Who’s Afraid of Post-Blackness? A Book Review
The first interesting clue to finding out the reasons for the term comes when Touré cites Michael Eric Dyson’s three primary dimensions of blackness:
Dyson defines three primary dimensions of Blackness. He calls them accidental, incidental, and intentional but I prefer to call them introverted, ambiverted, and extroverted. The introverted (or accidental) mindset is about perhaps a more private relationship with Blackness. Dyson says it’s “I’m American, I’m a human being, I happen to be Black. By accident of my birth I am Black. It just happened that way.” He gives Clarence Thomas and Condoleezza Rice as celebrity examples. Ambiverted (or incidental) Blackness refers to having a more fluid relationship with it: Blackness is an important part of them but does not necessarily dominate their persona. Dyson says it’s “people who more completely embrace Blackness—they aren’t trying to avoid it—but that ain’t the whole of their existence. I love it but it doesn’t exhaust me.” In this group he places Barack Obama, Colin Powell, and Will Smith. “Then there’s intentional [or extroverted] Blackness,” Dyson said. “I be Black, that’s what I do, that’s what my struggles are about.” This is Malcolm X, Dr. King, Jim Brown, Jay-Z.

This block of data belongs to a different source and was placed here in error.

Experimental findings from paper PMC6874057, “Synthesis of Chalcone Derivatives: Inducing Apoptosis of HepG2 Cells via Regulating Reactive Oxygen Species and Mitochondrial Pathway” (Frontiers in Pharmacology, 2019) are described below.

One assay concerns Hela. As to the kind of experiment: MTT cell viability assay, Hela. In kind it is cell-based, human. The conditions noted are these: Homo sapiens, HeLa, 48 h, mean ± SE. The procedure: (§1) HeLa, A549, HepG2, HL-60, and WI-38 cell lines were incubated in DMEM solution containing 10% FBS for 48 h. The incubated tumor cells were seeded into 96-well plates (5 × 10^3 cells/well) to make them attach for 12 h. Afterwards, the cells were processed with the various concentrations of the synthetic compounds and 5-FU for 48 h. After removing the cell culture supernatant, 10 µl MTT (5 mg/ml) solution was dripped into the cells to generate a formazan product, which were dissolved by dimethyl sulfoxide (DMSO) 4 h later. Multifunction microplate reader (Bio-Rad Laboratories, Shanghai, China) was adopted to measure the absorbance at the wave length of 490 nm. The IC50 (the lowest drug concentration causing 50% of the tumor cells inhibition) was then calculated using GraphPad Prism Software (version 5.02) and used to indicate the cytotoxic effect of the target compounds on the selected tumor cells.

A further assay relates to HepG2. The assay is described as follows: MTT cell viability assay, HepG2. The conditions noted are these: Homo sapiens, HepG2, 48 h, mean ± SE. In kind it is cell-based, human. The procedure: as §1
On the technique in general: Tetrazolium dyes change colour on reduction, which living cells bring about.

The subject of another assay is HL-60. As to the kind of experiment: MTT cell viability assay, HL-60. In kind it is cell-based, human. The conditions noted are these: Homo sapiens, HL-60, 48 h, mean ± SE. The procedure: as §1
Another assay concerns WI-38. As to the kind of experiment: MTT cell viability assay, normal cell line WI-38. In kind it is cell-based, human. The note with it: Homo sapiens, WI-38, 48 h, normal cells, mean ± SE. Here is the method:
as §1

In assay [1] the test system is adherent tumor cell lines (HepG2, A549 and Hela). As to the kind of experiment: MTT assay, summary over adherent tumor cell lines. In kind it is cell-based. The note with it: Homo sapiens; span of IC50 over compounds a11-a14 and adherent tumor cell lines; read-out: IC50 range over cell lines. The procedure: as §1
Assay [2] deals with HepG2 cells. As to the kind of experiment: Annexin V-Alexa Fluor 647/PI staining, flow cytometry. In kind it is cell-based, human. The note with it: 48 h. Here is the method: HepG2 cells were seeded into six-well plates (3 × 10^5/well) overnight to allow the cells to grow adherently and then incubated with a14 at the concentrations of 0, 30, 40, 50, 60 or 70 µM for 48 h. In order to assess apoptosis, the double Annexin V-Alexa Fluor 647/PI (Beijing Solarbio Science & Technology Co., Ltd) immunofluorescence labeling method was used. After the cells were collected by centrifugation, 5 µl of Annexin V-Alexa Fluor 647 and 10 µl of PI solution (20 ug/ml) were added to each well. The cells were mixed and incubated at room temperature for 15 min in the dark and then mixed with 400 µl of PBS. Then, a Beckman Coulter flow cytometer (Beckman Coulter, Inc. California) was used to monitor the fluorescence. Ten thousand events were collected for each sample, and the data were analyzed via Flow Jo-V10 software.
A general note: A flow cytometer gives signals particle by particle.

These are rather useful—if somewhat simplistic—dimensions of blackness. They are very useful for categorizing certain ways in which blackness is perceived in America. Whether they really are applicable as dimensions of blackness that black people fit into in reality is another story. It is precisely this sort of reductive postulation that proves to be the book’s Achilles heel. Either, as Touré states earlier, black people come in all different shapes and sizes and cannot be boiled down into “this is black” and “this is not black,” or there is some rubric of general identification for blackness in America. While Who’s Afraid . . . purports to be championing the first position, it spends most of its time casually switching sides in the debate. In fact, scant paragraphs after being quoted describing these three basic kinds of blackness, Dyson actually explains that black people move through these “dimensions” freely depending on the situations they find themselves in. Specifically, that black people “vacillate among the modes depending on what we need. When you deal with multiple audiences you have to pivot around different presentations of blackness.” So even at the outset, it’s not clear which way the book really wants to go with this race theory.